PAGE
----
Let me explain… no, there is too much. Let me sum up.
Usually I try to do these during the late Spring/early Summer—during those long lazy days when spare time is abundant—but our Spring was packed, and Summer even more so. Like I said, I can’t explain everything, and even just summarizing would prove time-consuming and long-winded.
The main thing I can say is that our life is very complicated right now. Very busy. A lot of things going on—not just with Candace and I—but our children as well. The days hurtle past from Mondy to Friday, that the sweet leisure of the weekends is gobbled greedily by us all.
How’re we doing, you ask? Pretty good, I guess.
I am restless… starting to get that itchy feeling in my feet. I admit, I’m giving the frequent job offers I get a little more thought than I have in the past. A job offer near San Francisco, a job offer near Portland, and a job offer in Oklahoma City.
Man oh man, if I were ever tempted to move to another city in the U.S., those cities are among my favorites—and there’s offers at each one! Not interviews, offers. But the more I think about it the more I realize this is where I want to stay. For now, anyways…
Candace is steady as ever—full of grace, wisdom, and surpassing feminine beauty. She was working as a lactation consultant for WIC, but over the summer accepted a job as a special education teacher at the local school. The pay is alright, but it the proximity to home and the convenient hours that make it a boon to our family. She walks the kids to and from school, and has all the same days off. It’s also a chance to make strong connections with other teacher and the administration while she pursues her teaching certification for high school science and mathematics.
But what excites me the most about her job is that she is leading the One-Act Play and starting the process of re-developing the long-neglected theatre department. A powerhouse up to the early 2000s, the program has fallen into disrepair in recent years. Candace is a force of nature and I look forward to what she will accomplish in the lives of these young people.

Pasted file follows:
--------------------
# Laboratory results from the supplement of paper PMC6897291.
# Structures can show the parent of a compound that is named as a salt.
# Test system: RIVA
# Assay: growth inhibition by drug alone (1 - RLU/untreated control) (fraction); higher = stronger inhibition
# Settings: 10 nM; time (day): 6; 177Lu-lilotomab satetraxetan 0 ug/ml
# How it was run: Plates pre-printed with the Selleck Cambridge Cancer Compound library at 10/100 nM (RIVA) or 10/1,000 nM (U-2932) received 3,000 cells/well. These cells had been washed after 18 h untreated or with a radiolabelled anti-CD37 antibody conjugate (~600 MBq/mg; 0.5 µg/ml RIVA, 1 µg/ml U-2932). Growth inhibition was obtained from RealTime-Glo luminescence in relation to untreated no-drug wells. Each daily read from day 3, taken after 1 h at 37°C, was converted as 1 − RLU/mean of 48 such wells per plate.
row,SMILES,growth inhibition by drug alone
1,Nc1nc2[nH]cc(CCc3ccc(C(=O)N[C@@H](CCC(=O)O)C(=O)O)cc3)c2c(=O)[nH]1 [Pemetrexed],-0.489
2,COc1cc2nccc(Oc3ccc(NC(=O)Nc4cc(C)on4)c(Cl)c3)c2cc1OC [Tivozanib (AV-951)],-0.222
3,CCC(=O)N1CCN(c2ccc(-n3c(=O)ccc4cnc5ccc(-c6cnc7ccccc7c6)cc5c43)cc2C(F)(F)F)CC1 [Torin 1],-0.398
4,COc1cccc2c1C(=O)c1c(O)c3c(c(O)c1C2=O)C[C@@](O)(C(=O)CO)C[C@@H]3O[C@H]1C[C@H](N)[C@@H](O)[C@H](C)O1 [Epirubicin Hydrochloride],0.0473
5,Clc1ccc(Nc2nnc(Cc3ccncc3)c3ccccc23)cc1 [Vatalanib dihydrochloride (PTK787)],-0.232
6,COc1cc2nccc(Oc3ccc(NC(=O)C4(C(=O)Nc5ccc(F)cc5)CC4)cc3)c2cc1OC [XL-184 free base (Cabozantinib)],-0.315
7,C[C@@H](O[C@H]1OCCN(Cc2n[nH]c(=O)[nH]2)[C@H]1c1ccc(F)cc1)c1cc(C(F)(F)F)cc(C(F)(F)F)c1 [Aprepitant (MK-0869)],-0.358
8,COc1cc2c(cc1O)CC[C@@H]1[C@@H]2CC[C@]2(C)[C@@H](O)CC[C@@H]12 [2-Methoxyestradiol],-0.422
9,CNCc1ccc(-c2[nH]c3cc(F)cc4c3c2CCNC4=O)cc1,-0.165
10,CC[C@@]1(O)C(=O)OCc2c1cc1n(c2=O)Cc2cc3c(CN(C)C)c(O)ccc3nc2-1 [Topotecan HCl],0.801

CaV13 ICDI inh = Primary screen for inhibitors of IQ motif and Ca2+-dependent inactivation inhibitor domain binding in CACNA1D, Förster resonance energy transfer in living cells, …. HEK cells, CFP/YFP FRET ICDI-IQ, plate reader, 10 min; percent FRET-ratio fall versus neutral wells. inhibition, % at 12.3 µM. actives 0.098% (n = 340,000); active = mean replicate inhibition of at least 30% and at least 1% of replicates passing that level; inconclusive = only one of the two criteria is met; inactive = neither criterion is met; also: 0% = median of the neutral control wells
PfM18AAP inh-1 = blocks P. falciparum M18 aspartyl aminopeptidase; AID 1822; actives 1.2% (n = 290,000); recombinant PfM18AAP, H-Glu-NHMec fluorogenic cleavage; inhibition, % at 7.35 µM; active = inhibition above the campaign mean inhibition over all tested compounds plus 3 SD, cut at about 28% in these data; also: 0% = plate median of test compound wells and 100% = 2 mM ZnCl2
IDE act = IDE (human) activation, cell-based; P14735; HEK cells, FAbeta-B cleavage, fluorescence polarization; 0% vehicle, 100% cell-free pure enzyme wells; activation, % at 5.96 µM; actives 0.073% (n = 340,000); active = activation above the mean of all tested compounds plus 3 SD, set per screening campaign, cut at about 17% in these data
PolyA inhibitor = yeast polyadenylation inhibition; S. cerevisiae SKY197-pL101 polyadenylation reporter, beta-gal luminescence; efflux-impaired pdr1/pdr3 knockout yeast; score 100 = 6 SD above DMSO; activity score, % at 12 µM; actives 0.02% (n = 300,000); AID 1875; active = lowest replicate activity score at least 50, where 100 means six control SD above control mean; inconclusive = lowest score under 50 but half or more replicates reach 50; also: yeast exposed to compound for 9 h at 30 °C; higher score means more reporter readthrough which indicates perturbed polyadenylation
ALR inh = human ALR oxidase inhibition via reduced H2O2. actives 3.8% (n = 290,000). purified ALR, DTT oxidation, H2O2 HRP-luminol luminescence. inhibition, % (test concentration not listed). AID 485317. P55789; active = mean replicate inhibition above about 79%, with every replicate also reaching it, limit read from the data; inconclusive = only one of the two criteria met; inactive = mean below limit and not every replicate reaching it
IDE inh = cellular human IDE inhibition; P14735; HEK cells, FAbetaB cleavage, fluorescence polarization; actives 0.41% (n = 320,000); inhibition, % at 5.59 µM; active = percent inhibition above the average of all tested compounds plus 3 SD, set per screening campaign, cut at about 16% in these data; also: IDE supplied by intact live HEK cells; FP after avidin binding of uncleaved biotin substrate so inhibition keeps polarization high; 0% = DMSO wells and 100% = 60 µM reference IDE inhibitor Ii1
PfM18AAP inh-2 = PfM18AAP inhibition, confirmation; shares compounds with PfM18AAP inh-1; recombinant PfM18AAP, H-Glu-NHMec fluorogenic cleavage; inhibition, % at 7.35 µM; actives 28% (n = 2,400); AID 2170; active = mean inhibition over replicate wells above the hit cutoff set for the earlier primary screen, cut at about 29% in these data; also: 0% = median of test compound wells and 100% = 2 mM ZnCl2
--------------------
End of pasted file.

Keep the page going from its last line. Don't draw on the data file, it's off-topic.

As for our children… they are amazing. Frustrating. Hilarious. Beautiful.
Gaelynn is now in eighth-grade, an honor roll student who participates in art, band, basketball, choir, middle school OAP, and track. She also takes twirling. Next year she plans to try out for high school majorette and she’s one of the favorites to make the squad.
She recently “came out of the closet” to me that she wasn’t sure about being a veterinarian any more. She said she still wants to own horses and a menagerie of animals, she just doesn’t want to treat them medically for a living. We talked about what she did want to do and she seemed rather passionate about being an art teacher— whether on the high school or college level. her mother and I think it’s interesting, and we’ll continue to encourage her to this end until she indicates otherwise.
Israel is in fifth-grade and hitting the pre-adolescent pudge that his sister hit a few years ago. I mess with him abbout it, and he thinks it pretty absurd. His doctor said he’s likely going to have a big growth spurt the Summer before his sixth grade year. He’s still brilliant and maddening.